- Source: Charles River Laboratories, Raleigh, N. Carolina, USA
- Age at study initiation: Approximately 6 weeks
- Weight at study initiation: Males: 84.9 to 129.2 g: Females: 73.4 to 114.8 g.
- Fasting period before study: None
- Housing: Groups of five of the same sex in Makrolon type IV cages (except during exposure)
- Diet (e.g. ad libitum): Ad libitum (except during exposure)
- Water (e.g. ad libitum): Ad libitum (except during exposure)
- Acclimation period: ten days


ENVIRONMENTAL CONDITIONS
- Temperature (°C): 22± 3
- Humidity (%): 40-70
- Air changes (per hr): 10-15
- Photoperiod (hrs dark / hrs light): 12/12


IN-LIFE DATES: From: 01.09.1997 To: 14.09.1999
Route of administration:
inhalation: vapour
Type of inhalation exposure:
whole body
Vehicle:
other: unchanged (no vehicle)
Remarks on MMAD:
MMAD / GSD: N/A
Details on inhalation exposure:
GENERATION OF TEST ATMOSPHERE / CHAMBER DESCRIPTION
- Exposure apparatus: Housed in groups of two of the same sex in stainless steel wire cages in sealed chambers used for group isolation.
- Method of holding animals in test chamber: cage
- Source and rate of air: No data
- Method of conditioning air: No data
- Temperature, humidity, pressure in air chamber: 22± 3oC, 40-60%, negative pressure of approximately 2-3 mm
- Air flow rate: No data
- Air change rate: 12-15 changes/hour
- Treatment of exhaust air: No data


TEST ATMOSPHERE
- Brief description of analytical method used: Gas chromatography
- Samples taken from breathing zone: No data
Analytical verification of doses or concentrations:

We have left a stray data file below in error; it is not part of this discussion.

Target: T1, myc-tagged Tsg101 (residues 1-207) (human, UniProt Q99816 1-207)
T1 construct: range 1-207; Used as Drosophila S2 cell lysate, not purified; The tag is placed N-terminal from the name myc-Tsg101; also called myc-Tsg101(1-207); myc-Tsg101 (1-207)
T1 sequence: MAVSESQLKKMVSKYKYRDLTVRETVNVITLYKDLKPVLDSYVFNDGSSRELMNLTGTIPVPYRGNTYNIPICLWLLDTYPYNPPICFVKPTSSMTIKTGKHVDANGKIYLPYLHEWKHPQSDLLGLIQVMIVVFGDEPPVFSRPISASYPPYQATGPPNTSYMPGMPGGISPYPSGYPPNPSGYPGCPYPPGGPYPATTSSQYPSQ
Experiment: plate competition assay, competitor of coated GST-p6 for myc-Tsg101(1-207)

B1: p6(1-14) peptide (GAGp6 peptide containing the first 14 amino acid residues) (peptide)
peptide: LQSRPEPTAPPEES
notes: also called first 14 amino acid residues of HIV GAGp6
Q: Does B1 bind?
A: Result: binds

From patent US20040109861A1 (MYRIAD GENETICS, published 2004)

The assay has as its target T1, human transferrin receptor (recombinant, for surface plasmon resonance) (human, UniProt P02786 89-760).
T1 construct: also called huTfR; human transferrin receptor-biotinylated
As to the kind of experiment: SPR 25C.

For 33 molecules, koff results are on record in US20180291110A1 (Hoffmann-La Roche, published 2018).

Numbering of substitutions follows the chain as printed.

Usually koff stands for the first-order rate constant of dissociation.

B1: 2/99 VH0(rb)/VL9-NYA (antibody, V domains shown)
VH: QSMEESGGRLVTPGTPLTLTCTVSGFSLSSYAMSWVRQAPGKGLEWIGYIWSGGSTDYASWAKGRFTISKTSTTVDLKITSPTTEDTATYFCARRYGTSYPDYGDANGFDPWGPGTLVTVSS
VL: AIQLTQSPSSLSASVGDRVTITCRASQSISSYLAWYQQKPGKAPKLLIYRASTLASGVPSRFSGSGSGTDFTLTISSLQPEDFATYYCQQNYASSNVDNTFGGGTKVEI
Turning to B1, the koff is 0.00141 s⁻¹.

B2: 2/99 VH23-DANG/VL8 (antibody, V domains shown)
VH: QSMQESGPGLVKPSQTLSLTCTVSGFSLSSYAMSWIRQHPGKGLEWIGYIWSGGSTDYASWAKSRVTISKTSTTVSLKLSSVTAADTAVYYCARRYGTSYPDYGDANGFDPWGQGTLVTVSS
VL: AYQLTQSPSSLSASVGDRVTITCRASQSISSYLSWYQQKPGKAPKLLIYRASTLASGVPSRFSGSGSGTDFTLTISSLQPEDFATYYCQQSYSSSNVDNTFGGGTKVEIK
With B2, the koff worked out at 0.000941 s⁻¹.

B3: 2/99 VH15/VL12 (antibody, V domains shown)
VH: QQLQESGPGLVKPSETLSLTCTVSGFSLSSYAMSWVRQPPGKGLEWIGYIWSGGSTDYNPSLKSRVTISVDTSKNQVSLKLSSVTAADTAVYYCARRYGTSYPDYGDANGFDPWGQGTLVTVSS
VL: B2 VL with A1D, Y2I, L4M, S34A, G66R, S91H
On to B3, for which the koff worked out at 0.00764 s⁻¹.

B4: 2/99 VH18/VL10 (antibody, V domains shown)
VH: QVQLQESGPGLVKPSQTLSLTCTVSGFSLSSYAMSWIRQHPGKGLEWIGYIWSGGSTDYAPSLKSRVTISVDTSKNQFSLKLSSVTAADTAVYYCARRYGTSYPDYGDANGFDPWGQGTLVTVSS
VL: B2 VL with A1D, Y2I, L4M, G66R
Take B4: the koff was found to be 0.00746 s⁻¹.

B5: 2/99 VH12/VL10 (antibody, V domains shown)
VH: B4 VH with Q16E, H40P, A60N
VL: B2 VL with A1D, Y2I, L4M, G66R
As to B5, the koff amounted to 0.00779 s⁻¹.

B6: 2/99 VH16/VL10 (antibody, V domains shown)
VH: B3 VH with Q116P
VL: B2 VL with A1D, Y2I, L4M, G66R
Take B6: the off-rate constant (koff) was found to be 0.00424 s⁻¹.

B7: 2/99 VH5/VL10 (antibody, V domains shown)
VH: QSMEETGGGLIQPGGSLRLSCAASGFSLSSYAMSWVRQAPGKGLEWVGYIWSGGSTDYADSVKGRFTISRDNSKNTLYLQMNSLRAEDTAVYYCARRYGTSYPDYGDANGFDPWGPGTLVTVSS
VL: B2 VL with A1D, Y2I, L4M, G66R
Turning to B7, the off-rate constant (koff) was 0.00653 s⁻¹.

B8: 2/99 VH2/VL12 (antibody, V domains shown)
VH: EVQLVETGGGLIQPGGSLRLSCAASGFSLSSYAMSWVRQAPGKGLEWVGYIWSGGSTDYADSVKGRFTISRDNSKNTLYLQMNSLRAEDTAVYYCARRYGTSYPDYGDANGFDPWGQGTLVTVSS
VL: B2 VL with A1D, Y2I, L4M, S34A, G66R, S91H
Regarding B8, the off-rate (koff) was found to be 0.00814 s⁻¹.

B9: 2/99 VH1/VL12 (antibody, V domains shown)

yes
Details on analytical verification of doses or concentrations:
The concentration in each chamber of the dose groups was determined daily at least six times during the exposure period, starting 20 - 30 minutes after the beginning of generation and continued until pump off (at about 5.5 hours). Analytical concentrations were determined by gas chromatography analysis.
Duration of treatment / exposure:
12 or 24 months
Frequency of treatment:
6 hours/day, 5 days/week
Remarks:
Doses / Concentrations:
0.68-0.75, 2.64-2.89, 10.0-11.4 and 32.5-34.8 mg/l
Basis:
nominal conc.
Remarks:
Doses / Concentrations:
97.1-107.1, 391.1-428.1, 1509.4-1720.8 and 4894.6-5241.0 ppm
Basis:
nominal conc.
Remarks:
Doses / Concentrations:
0.7, 2.7, 10.6 and 33.2 mg/l
Basis:
other: target conc.
Remarks:
Doses / Concentrations:
100, 400, 1600, and 5000 ppm
Basis:
other: target conc.
No. of animals per sex per dose:
Subgroup A.  20 rats/sex/group
Subgroup B. 20 rats/sex/group
Subgroup C. 65 rats/sex/group
Additionally, 10 males and 10 females were used for disease surveillance.
Control animals:
yes, concurrent no treatment
Details on study design:
- Dose selection rationale: Based on a 13-week whole body inhalation study in Fischer-344 rats. The choice of the highest concentration was based upon safety considerations and was set at half the Lower Explosive Limit for HMDS.
- Rationale for animal assignment (if not random): random, stratified by body weight
- Rationale for selecting satellite groups: None given
- Post-exposure recovery period in satellite groups: 12 months in subgroup B, none in subgroups A and B
Positive control:
None
Observations and examinations performed and frequency:
CAGE SIDE OBSERVATIONS: Yes
- Time schedule: Daily


DETAILED CLINICAL OBSERVATIONS: Yes
- Time schedule: Twice per week. Observations included but were not limited to changes in behavior, somatomotor activity, body position, respiration, alteration of skin (including skin lesions and hair loss), nose and eye. Additionally, palpation for early detection of non-visible masses was performed on a weekly basis from 6 months after start of exposure until termination. Special attention was given to mass development for each visible and palpable mass. The time of onset, location, size, appearance and progression of mass were recorded.

BODY WEIGHT: Yes
- Time schedule for examinations: Day 1 and 7 of acclimatisation, immediately before the first treatment, once weekly for the first 14 weeks, then every two weeks.

FOOD CONSUMPTION:
- Food consumption for each animal determined and mean daily diet consumption calculated as g food/kg body weight/day: Yes (g/animal/day recorded).